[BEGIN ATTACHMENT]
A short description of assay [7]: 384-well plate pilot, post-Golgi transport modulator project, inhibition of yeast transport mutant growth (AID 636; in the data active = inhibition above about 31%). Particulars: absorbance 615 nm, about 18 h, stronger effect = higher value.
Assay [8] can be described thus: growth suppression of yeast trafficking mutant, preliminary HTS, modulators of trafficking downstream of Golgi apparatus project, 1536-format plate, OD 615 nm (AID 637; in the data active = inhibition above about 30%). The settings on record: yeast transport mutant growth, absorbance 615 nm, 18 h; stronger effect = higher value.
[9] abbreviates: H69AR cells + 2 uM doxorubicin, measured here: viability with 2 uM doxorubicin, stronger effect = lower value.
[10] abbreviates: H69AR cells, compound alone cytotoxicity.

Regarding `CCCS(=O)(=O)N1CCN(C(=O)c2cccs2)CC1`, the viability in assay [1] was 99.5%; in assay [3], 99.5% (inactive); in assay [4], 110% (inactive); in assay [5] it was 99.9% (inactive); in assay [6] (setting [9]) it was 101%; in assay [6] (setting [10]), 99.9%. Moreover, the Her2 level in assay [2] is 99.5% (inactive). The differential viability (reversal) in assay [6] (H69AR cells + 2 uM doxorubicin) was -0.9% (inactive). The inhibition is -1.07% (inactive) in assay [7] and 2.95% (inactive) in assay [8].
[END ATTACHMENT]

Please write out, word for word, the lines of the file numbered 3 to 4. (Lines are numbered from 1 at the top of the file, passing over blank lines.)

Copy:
[9] abbreviates: H69AR cells + 2 uM doxorubicin, measured here: viability with 2 uM doxorubicin, stronger effect = lower value.
[10] abbreviates: H69AR cells, compound alone cytotoxicity.